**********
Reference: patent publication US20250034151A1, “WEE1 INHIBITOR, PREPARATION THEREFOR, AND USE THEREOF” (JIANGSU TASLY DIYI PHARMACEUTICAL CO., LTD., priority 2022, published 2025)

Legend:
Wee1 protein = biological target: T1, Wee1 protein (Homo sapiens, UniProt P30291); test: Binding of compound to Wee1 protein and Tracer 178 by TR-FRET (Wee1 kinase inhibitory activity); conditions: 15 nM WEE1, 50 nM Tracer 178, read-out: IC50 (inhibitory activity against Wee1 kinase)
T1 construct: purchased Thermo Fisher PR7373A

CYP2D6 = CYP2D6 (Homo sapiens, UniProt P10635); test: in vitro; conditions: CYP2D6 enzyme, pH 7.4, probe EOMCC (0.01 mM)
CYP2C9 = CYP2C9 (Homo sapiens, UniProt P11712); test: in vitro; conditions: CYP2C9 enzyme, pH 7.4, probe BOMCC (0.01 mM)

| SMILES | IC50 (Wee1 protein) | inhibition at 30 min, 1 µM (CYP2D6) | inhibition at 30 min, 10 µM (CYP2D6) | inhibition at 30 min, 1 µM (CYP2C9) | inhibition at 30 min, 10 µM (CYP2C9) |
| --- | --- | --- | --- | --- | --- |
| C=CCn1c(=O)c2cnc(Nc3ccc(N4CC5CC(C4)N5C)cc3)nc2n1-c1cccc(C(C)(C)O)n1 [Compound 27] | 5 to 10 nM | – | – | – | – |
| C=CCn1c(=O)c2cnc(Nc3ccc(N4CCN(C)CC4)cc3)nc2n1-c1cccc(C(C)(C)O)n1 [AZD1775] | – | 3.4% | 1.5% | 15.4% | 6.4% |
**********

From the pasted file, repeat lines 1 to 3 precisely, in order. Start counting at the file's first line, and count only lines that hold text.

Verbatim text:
Reference: patent publication US20250034151A1, “WEE1 INHIBITOR, PREPARATION THEREFOR, AND USE THEREOF” (JIANGSU TASLY DIYI PHARMACEUTICAL CO., LTD., priority 2022, published 2025)

Legend:
Wee1 protein = biological target: T1, Wee1 protein (Homo sapiens, UniProt P30291); test: Binding of compound to Wee1 protein and Tracer 178 by TR-FRET (Wee1 kinase inhibitory activity); conditions: 15 nM WEE1, 50 nM Tracer 178, read-out: IC50 (inhibitory activity against Wee1 kinase)